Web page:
S: How did you and Steve initially come to work together? I know very little about Steve except that he’s Tim’s brother and that on his website he has a painting of Batman riding a Bear, which I’m pretty sure means he wins the internet.
MM: Haha! Steve does often win the Internet, although he doesn’t use it often. I actually first met Steve while on a hike in Wisconsin; I found him in the woods, shivering and nude behind a rock. He had no social skills, and a vocabulary of six words. It took a few months, but I integrated him into modern society, and shortly after we created Hoax Hunters. That, obviously, isn’t true. We’re just friends who share similar weird ideas and obsessions. So working together made sense. We were tossing around ideas to put together and pitch when Tim offered us the Hack/Slash spot, so things naturally came together–a rare occurrence. And Steve does also do gallery paintings, just like I do my own solo writing. We both do our own things, but our collaborations is central to our endeavors.
S: Which I guess brings us to the main reason we’re talking tonight: Hoax Hunters. I reviewed issue zero and enjoyed it a lot. I think my only question was in terms of the books pacing which was originally released in two page installments. How do you go about writing a story like that in terms of plot and action beats?
MM: It all came down to a simple question: “What would Kirby do?” It sounds funny, but really, what would the master do? To the best of our knowledge, Kirby would utilize each installment to its utmost fullest, and that’s what we did. That was our top objective, to make the most of our space. And that doesn’t mean to cram in word balloons and a half dozen panels per page, but to write in a way where there’s text and subtext; where the narrative is rich and dense. And we wanted each installment to be its own set piece. Except for two, they all start in a different place. And JM added a nice touch with his coloring, in giving each two-page component its own feel. We knew the story we were telling in the backup, but we didn’t want to write it as a standard issue and have the breaks fall where they may. We wanted each piece to be its own thing. Also, thinking of Kirby, we wanted to build suspense and stop on a (mini) cliffhanger with each installment–really ramp up the action and mystery and intrigue.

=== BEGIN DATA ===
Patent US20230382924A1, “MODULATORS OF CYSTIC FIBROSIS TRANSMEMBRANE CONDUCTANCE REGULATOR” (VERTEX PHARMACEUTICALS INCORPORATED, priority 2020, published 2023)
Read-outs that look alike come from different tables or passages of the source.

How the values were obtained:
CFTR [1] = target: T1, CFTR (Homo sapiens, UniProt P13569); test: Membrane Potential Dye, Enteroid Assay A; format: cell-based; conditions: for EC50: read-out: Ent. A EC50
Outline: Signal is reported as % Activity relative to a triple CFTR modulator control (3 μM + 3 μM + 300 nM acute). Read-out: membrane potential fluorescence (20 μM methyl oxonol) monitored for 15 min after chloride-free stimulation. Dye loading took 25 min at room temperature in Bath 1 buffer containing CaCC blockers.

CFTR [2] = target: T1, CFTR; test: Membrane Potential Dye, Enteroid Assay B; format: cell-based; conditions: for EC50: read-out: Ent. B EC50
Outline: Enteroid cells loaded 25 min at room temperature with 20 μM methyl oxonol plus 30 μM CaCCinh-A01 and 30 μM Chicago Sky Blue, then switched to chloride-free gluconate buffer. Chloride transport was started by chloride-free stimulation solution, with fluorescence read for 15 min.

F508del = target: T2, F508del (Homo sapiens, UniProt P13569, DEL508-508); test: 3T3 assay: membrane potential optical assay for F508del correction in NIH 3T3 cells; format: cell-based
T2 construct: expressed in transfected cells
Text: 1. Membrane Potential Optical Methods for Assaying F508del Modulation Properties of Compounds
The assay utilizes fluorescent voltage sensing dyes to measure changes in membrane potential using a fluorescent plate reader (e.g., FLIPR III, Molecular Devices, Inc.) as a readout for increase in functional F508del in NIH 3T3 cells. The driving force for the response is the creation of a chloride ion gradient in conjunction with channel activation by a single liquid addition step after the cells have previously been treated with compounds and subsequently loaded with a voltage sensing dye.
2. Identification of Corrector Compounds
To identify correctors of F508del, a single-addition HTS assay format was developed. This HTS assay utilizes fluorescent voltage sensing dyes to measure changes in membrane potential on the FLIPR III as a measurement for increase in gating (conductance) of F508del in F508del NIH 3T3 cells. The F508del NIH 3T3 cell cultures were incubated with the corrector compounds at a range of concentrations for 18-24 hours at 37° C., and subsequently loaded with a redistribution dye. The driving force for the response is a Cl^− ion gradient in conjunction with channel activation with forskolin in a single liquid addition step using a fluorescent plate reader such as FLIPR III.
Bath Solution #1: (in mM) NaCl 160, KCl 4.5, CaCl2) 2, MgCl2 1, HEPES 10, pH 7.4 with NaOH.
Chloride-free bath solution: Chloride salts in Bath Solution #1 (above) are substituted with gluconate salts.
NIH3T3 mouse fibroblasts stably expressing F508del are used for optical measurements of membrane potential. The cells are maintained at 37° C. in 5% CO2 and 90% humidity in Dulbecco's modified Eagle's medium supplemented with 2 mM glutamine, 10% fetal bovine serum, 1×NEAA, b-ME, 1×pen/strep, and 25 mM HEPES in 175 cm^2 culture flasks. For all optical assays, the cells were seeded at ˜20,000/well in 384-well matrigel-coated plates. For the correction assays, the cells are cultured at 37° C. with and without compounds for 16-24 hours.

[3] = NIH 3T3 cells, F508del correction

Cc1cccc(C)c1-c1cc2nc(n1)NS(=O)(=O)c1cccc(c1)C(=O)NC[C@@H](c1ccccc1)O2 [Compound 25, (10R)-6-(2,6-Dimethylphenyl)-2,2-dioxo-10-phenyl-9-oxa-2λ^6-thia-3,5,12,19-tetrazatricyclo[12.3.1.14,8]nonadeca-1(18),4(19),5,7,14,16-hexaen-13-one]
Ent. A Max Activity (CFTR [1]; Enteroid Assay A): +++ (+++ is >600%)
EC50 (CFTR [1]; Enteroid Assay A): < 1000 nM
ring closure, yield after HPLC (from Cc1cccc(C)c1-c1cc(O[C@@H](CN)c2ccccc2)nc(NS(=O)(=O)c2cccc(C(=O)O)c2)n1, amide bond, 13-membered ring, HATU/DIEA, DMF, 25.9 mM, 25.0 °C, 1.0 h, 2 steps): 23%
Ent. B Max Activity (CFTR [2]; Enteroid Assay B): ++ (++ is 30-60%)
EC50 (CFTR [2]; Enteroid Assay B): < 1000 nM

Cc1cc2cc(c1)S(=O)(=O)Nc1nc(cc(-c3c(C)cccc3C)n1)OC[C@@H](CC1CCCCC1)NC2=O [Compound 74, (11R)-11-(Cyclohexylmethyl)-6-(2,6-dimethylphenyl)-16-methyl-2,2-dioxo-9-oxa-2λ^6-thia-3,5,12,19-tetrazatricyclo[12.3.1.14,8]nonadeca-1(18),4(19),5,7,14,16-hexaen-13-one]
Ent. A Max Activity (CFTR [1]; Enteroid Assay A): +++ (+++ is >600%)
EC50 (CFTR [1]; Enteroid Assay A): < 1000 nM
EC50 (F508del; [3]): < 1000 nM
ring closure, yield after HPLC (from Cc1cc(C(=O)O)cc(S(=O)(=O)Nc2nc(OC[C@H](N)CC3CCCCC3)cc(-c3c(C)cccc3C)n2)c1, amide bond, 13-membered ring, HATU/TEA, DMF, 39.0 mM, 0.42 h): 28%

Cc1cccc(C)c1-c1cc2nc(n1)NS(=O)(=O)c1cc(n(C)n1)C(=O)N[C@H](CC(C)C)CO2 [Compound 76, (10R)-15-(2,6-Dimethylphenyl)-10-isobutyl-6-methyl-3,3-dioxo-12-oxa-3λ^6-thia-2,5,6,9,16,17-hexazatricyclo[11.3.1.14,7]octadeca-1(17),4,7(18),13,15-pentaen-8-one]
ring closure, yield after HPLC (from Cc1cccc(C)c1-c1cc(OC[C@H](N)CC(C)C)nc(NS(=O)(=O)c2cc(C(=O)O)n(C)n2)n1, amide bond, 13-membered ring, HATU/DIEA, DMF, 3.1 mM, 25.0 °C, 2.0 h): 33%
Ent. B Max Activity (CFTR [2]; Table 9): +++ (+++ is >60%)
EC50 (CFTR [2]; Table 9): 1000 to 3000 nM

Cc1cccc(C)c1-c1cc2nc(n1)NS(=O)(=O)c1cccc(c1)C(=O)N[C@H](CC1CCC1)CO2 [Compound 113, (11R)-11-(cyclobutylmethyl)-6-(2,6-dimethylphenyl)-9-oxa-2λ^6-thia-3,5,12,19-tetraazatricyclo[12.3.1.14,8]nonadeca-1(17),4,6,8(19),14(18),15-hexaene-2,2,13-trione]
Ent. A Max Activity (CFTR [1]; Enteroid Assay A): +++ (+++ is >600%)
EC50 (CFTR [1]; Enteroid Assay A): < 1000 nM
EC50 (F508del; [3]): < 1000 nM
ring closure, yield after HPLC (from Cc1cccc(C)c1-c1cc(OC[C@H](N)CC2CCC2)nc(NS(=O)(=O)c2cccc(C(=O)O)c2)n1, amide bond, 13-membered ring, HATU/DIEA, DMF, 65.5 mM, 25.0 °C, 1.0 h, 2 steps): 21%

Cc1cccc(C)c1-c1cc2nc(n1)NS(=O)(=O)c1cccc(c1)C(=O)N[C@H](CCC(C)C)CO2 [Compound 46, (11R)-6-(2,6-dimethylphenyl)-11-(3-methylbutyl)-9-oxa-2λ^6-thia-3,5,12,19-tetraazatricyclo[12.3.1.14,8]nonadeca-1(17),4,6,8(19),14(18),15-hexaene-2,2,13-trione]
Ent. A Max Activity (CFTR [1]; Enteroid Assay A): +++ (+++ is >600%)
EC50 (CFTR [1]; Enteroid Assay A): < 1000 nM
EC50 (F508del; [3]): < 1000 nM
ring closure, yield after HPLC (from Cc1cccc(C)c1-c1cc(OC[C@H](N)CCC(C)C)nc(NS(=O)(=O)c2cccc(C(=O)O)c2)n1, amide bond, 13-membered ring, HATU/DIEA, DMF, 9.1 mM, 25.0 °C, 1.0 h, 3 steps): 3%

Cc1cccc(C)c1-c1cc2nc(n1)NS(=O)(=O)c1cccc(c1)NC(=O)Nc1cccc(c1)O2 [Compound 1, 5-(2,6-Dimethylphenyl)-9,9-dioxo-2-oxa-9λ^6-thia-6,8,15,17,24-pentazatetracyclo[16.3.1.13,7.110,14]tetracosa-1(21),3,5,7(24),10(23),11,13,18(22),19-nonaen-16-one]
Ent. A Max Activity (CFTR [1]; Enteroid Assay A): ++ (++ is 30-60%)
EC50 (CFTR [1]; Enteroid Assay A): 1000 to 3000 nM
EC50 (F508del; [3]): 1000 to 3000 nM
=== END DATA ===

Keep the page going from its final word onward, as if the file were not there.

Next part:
S: That makes a lot of sense for that kind of story, now with the series becoming an ongoing are you approaching the storytelling in the same way or are you taking a new approach?
MM: Much different approach. We still have a focus on layered text and storytelling that’s compact without being cramped. But now, we have the room and ability to telling a story on a grander scale, that’s exactly what we’re going to do. I think we’re utilizing the strengths from issue zero as a foundation for the more involved, long form story we want to tell. See, we had a year to dwell on Hoax Hunters, while we were doing the backup. And in that year, we came up with a lot of story, a lot of Hoax Hunters history and lore, and it’s only gotten grander since. But, like I said, our principles remain the same; our focus is, and always will be, on intelligently crafting a compelling story.